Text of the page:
Not-so-easy money

Organizations fundraise with varying success.

History teacher and cheer coach Jennifer Hamzy and math teacher and Student Council sponsor Stacey Flake cancelled the Spring Fling dance Feb. 27 “due to lack of interest.”

This isn’t the first time that Hamzy has dealt with fundraising difficulties.

She organized the dodge ball tournament on January 30-31 to raise money for the senior class of 2015 after having success with the fundraiser she hosted at Boswell. The tournament didn’t meet the goal she set.

Hamzy set a goal of $1000 , but not enough students and staff participated so the goal wasn’t reached. Hamzy said the tournament made $600.

Students like T.K. Powell and Rachael Dickey said they had some difficulty assembling a team that met the requirements.

“I wanted to do it but I couldn’t do it because I couldn’t find a girl,” Powell said.

Dickey said she invited herself to join another team after not getting a team together. Powell admits he could have done more.

“I didn’t try hard enough,” Powell said.

From fewer dances to unmet goals, administrators, coaches and sponsors acknowledge that fundraising on campus is not always easy.

Flake said fundraising in general has not been extremely successful. She said when they cancelled the dance, they had only sold one ticket.

“By not selling any tickets, it wasn’t worth it for us to come up here and just hope that people would show up,” she said.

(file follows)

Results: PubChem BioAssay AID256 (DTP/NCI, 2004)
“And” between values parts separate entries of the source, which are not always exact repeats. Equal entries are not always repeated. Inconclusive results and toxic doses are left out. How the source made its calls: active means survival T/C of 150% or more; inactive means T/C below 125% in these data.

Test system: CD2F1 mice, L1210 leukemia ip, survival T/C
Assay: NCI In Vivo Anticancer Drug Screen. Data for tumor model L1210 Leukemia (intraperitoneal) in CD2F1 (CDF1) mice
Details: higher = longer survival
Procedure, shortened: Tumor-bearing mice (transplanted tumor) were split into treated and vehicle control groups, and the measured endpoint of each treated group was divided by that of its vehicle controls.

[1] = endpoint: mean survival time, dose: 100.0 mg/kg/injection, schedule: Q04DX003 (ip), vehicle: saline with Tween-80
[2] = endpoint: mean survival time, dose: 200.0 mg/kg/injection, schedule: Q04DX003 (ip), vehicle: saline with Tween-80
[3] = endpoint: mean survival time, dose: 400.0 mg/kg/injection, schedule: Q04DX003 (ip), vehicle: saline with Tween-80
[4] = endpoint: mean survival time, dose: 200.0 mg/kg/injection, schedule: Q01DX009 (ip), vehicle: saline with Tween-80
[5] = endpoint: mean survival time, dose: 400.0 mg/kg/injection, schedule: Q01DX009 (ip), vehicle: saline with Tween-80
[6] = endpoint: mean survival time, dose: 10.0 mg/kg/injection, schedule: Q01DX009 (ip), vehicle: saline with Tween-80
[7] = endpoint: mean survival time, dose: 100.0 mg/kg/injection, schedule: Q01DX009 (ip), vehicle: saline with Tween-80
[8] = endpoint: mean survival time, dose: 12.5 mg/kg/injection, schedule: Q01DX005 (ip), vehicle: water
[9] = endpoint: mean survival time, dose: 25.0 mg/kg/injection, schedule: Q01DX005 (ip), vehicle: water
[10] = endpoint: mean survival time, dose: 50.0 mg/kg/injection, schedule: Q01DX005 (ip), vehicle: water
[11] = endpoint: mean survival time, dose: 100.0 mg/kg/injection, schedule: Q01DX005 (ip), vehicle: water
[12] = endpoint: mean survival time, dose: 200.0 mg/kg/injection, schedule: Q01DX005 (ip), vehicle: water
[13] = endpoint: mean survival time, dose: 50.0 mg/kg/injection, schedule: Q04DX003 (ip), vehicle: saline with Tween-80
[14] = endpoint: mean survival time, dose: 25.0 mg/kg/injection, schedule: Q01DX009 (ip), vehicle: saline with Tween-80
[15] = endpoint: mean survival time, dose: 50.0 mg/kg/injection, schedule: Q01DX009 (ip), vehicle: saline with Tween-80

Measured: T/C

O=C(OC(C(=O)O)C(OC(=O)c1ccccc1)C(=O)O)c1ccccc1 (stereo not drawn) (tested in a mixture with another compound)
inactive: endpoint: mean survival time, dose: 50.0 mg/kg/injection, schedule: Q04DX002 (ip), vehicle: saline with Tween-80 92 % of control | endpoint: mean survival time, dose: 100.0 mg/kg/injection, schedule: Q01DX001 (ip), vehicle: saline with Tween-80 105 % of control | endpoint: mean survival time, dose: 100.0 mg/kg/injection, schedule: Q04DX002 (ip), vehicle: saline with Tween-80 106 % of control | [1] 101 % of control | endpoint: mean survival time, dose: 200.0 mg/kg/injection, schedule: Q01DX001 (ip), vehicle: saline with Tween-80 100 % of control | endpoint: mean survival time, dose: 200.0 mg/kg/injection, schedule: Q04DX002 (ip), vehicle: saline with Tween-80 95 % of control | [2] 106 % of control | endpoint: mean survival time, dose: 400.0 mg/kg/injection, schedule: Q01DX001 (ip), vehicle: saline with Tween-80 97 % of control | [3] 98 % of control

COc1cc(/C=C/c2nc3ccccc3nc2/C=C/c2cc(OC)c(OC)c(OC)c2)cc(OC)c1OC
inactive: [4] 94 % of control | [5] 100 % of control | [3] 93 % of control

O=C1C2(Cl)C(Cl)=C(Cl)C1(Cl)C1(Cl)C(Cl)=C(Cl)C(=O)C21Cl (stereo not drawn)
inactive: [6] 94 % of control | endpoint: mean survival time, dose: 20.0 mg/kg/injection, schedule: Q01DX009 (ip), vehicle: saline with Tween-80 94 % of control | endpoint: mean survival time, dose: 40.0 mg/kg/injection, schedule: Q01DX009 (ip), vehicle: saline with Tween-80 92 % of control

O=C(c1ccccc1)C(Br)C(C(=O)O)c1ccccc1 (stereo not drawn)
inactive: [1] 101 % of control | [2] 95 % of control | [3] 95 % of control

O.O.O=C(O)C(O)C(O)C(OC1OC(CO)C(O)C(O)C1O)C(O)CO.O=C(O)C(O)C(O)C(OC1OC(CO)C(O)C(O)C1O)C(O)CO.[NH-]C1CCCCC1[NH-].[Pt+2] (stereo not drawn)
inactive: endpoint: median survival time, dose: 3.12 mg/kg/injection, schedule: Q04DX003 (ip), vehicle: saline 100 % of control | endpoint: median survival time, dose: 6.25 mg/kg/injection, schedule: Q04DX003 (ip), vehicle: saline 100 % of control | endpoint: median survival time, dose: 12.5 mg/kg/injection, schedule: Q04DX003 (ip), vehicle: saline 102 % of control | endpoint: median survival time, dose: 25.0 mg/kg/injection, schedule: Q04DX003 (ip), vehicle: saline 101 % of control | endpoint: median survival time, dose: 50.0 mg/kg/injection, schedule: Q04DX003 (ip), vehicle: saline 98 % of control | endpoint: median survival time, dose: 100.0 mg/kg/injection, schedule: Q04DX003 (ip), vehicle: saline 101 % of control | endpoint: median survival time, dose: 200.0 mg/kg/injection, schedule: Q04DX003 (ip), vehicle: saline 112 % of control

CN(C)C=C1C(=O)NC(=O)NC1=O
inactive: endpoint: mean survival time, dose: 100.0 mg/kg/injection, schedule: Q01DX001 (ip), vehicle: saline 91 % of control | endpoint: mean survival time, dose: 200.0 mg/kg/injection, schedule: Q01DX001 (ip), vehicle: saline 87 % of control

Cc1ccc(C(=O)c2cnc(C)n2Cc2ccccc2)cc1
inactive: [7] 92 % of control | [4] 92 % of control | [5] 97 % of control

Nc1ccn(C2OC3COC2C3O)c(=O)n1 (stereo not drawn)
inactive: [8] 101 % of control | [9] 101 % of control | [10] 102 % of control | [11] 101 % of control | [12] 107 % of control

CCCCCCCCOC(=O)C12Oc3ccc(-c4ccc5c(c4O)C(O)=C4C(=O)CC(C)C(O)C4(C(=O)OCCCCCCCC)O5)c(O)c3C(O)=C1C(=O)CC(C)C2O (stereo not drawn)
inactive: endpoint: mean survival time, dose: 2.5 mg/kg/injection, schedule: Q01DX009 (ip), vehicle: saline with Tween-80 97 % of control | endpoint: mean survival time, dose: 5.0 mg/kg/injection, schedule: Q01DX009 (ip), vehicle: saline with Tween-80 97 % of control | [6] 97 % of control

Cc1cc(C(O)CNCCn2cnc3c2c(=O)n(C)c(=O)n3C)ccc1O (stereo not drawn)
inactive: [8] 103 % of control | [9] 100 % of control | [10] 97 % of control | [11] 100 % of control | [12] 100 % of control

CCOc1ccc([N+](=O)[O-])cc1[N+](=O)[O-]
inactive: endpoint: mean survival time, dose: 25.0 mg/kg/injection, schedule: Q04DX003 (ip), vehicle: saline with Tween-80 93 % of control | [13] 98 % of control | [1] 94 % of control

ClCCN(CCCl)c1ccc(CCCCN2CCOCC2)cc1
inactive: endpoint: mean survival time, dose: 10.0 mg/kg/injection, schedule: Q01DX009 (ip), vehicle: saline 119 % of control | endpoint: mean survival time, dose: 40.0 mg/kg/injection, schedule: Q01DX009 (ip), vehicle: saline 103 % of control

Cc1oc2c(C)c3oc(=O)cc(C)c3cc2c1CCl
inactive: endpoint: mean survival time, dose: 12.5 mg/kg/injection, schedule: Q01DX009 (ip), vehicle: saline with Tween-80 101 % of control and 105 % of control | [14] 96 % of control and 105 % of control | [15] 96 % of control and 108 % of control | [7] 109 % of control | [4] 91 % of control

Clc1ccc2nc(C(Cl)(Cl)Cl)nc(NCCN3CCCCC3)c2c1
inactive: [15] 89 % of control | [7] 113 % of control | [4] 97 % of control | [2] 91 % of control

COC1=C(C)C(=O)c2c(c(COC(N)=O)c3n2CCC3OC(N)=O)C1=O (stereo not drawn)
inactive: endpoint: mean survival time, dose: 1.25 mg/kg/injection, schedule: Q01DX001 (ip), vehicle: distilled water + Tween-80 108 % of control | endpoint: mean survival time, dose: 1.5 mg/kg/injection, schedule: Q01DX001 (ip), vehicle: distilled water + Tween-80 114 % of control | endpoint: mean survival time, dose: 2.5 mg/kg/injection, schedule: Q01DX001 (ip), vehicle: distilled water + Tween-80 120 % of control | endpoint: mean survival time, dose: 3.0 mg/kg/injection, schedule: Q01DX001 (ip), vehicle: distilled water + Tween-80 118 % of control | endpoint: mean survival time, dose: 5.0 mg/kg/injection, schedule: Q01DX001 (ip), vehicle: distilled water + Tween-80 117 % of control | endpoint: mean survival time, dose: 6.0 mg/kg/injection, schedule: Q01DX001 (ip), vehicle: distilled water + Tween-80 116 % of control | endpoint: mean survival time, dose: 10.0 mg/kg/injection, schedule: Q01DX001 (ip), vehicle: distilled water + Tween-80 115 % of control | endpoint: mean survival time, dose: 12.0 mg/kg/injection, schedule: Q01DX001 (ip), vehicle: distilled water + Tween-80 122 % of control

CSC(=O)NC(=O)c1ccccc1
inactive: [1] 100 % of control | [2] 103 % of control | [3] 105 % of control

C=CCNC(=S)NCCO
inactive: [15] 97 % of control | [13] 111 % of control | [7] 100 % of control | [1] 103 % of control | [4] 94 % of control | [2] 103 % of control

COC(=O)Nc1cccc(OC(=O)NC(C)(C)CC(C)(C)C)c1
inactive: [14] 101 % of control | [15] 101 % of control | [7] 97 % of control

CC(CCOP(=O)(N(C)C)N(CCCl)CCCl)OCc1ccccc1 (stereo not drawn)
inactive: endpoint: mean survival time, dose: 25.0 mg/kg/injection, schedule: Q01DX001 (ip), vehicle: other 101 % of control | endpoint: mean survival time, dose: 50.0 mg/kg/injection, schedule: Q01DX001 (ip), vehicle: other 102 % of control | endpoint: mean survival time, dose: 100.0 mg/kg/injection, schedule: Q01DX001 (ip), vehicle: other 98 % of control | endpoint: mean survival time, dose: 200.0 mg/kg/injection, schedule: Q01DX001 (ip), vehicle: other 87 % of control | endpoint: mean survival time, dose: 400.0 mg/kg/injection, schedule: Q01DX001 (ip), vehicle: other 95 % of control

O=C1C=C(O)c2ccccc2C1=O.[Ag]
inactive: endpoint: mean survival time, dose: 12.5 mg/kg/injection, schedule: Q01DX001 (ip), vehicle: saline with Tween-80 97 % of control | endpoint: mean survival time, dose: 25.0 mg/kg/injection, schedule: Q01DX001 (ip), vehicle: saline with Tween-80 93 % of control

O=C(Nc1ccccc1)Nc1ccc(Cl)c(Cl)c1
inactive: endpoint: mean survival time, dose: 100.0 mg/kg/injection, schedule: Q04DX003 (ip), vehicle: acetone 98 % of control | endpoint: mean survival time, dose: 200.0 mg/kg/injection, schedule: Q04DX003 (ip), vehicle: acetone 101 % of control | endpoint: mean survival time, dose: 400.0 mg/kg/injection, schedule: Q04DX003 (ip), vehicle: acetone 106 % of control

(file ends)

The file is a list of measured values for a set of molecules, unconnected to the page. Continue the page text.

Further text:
Principal Mike Schwei said one of the biggest problems was that all the organizations are trying to raise money all at once. Flake agreed.

“To me it’s like you get hit with this thing and then this and then this. And there’s all this money that goes out all the time,” Flake said.

Hamzy thinks students aren’t involved enough with school fundraising even when it’s important for senior fundraising. She said that the seniors will have a lot of expenses besides prom, such baccalaureate, a ceremony that honors the seniors.

Hamzy said, “But the majority of the students don’t choose to participate, and that is a disadvantage to me.”

Although many students decide not to get involved, she acknowledges a good chunk of kids do care.

“I’m really excited for everybody who chose to participate,” Hamzy said.

Assistant Principal Cody Koontz has been watching the junior class raise funds through trash bag sales.

“One of the challenges you face as a class is trying to get everyone to participate,” Koontz said.

The junior class has raised about $2,000.

“Which may not seem like a lot, but that is compared to the nothing that we had before,” he said.

Although efforts have improved, prom doesn’t motivate everyone.

“Part of it is finding relevance for the students so they have a reason to care.”